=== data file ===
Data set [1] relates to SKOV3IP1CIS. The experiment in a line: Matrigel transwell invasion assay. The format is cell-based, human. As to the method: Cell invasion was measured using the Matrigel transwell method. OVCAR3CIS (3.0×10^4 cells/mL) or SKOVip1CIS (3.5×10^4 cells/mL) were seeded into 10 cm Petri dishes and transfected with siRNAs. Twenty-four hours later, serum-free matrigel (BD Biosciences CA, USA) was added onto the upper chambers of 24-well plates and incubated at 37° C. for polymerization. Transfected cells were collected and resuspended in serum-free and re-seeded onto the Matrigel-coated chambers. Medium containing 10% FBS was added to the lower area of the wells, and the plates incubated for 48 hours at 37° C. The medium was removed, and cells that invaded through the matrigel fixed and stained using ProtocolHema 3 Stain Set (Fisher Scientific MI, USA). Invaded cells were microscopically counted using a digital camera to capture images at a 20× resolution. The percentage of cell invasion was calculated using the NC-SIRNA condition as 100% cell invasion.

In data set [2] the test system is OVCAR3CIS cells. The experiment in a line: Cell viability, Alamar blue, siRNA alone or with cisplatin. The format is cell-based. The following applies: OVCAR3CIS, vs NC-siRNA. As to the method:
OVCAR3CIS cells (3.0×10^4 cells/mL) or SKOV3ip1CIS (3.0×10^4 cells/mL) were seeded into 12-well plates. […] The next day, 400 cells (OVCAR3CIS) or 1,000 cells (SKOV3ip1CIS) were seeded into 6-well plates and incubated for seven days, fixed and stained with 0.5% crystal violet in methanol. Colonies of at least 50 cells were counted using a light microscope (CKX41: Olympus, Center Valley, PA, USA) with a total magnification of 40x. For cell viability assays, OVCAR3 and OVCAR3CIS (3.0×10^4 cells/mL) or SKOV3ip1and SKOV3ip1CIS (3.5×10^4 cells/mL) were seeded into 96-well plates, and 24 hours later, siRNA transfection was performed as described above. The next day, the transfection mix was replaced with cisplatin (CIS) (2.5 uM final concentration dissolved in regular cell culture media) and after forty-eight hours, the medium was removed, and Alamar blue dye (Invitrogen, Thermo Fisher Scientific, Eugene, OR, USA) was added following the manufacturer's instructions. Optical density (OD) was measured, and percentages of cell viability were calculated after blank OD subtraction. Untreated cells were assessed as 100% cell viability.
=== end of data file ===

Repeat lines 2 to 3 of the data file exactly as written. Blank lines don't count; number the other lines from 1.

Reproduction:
In data set [2] the test system is OVCAR3CIS cells. The experiment in a line: Cell viability, Alamar blue, siRNA alone or with cisplatin. The format is cell-based. The following applies: OVCAR3CIS, vs NC-siRNA. As to the method:
OVCAR3CIS cells (3.0×10^4 cells/mL) or SKOV3ip1CIS (3.0×10^4 cells/mL) were seeded into 12-well plates. […] The next day, 400 cells (OVCAR3CIS) or 1,000 cells (SKOV3ip1CIS) were seeded into 6-well plates and incubated for seven days, fixed and stained with 0.5% crystal violet in methanol. Colonies of at least 50 cells were counted using a light microscope (CKX41: Olympus, Center Valley, PA, USA) with a total magnification of 40x. For cell viability assays, OVCAR3 and OVCAR3CIS (3.0×10^4 cells/mL) or SKOV3ip1and SKOV3ip1CIS (3.5×10^4 cells/mL) were seeded into 96-well plates, and 24 hours later, siRNA transfection was performed as described above. The next day, the transfection mix was replaced with cisplatin (CIS) (2.5 uM final concentration dissolved in regular cell culture media) and after forty-eight hours, the medium was removed, and Alamar blue dye (Invitrogen, Thermo Fisher Scientific, Eugene, OR, USA) was added following the manufacturer's instructions. Optical density (OD) was measured, and percentages of cell viability were calculated after blank OD subtraction. Untreated cells were assessed as 100% cell viability.